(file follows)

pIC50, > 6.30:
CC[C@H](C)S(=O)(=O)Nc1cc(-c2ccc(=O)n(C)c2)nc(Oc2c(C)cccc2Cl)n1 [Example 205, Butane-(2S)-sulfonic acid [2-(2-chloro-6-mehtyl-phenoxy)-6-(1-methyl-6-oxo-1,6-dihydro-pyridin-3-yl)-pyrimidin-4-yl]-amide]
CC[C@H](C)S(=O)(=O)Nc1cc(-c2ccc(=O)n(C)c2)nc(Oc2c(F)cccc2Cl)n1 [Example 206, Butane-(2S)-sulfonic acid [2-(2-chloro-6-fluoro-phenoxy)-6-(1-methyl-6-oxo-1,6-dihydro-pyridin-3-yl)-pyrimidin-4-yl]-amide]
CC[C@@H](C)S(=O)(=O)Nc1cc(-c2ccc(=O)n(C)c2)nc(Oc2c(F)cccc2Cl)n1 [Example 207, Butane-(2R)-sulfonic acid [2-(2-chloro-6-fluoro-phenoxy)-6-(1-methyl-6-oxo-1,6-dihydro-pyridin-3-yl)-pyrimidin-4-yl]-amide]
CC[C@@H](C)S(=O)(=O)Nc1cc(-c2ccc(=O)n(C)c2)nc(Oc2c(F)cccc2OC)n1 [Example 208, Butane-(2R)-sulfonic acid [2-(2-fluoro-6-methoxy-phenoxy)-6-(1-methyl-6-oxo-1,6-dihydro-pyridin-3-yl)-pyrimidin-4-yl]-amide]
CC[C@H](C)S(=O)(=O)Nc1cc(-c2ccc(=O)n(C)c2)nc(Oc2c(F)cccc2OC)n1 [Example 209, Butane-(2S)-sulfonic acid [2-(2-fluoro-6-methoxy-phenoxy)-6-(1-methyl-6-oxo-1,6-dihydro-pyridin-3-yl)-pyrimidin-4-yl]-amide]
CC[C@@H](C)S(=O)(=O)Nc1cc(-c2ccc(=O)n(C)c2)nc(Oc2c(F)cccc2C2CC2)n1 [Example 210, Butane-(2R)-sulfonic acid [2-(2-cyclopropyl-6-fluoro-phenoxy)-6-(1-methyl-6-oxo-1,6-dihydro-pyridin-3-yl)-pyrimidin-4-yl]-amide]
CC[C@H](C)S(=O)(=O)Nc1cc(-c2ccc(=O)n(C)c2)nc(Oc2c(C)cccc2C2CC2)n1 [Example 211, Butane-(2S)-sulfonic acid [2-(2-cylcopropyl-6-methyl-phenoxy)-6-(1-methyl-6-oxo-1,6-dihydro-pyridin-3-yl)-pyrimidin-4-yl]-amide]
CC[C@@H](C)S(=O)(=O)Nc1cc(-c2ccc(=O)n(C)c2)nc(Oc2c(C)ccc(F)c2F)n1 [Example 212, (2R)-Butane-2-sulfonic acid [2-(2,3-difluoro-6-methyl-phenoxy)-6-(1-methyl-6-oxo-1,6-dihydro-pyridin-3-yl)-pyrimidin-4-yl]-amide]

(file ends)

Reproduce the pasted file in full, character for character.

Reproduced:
pIC50, > 6.30:
CC[C@H](C)S(=O)(=O)Nc1cc(-c2ccc(=O)n(C)c2)nc(Oc2c(C)cccc2Cl)n1 [Example 205, Butane-(2S)-sulfonic acid [2-(2-chloro-6-mehtyl-phenoxy)-6-(1-methyl-6-oxo-1,6-dihydro-pyridin-3-yl)-pyrimidin-4-yl]-amide]
CC[C@H](C)S(=O)(=O)Nc1cc(-c2ccc(=O)n(C)c2)nc(Oc2c(F)cccc2Cl)n1 [Example 206, Butane-(2S)-sulfonic acid [2-(2-chloro-6-fluoro-phenoxy)-6-(1-methyl-6-oxo-1,6-dihydro-pyridin-3-yl)-pyrimidin-4-yl]-amide]
CC[C@@H](C)S(=O)(=O)Nc1cc(-c2ccc(=O)n(C)c2)nc(Oc2c(F)cccc2Cl)n1 [Example 207, Butane-(2R)-sulfonic acid [2-(2-chloro-6-fluoro-phenoxy)-6-(1-methyl-6-oxo-1,6-dihydro-pyridin-3-yl)-pyrimidin-4-yl]-amide]
CC[C@@H](C)S(=O)(=O)Nc1cc(-c2ccc(=O)n(C)c2)nc(Oc2c(F)cccc2OC)n1 [Example 208, Butane-(2R)-sulfonic acid [2-(2-fluoro-6-methoxy-phenoxy)-6-(1-methyl-6-oxo-1,6-dihydro-pyridin-3-yl)-pyrimidin-4-yl]-amide]
CC[C@H](C)S(=O)(=O)Nc1cc(-c2ccc(=O)n(C)c2)nc(Oc2c(F)cccc2OC)n1 [Example 209, Butane-(2S)-sulfonic acid [2-(2-fluoro-6-methoxy-phenoxy)-6-(1-methyl-6-oxo-1,6-dihydro-pyridin-3-yl)-pyrimidin-4-yl]-amide]
CC[C@@H](C)S(=O)(=O)Nc1cc(-c2ccc(=O)n(C)c2)nc(Oc2c(F)cccc2C2CC2)n1 [Example 210, Butane-(2R)-sulfonic acid [2-(2-cyclopropyl-6-fluoro-phenoxy)-6-(1-methyl-6-oxo-1,6-dihydro-pyridin-3-yl)-pyrimidin-4-yl]-amide]
CC[C@H](C)S(=O)(=O)Nc1cc(-c2ccc(=O)n(C)c2)nc(Oc2c(C)cccc2C2CC2)n1 [Example 211, Butane-(2S)-sulfonic acid [2-(2-cylcopropyl-6-methyl-phenoxy)-6-(1-methyl-6-oxo-1,6-dihydro-pyridin-3-yl)-pyrimidin-4-yl]-amide]
CC[C@@H](C)S(=O)(=O)Nc1cc(-c2ccc(=O)n(C)c2)nc(Oc2c(C)ccc(F)c2F)n1 [Example 212, (2R)-Butane-2-sulfonic acid [2-(2,3-difluoro-6-methyl-phenoxy)-6-(1-methyl-6-oxo-1,6-dihydro-pyridin-3-yl)-pyrimidin-4-yl]-amide]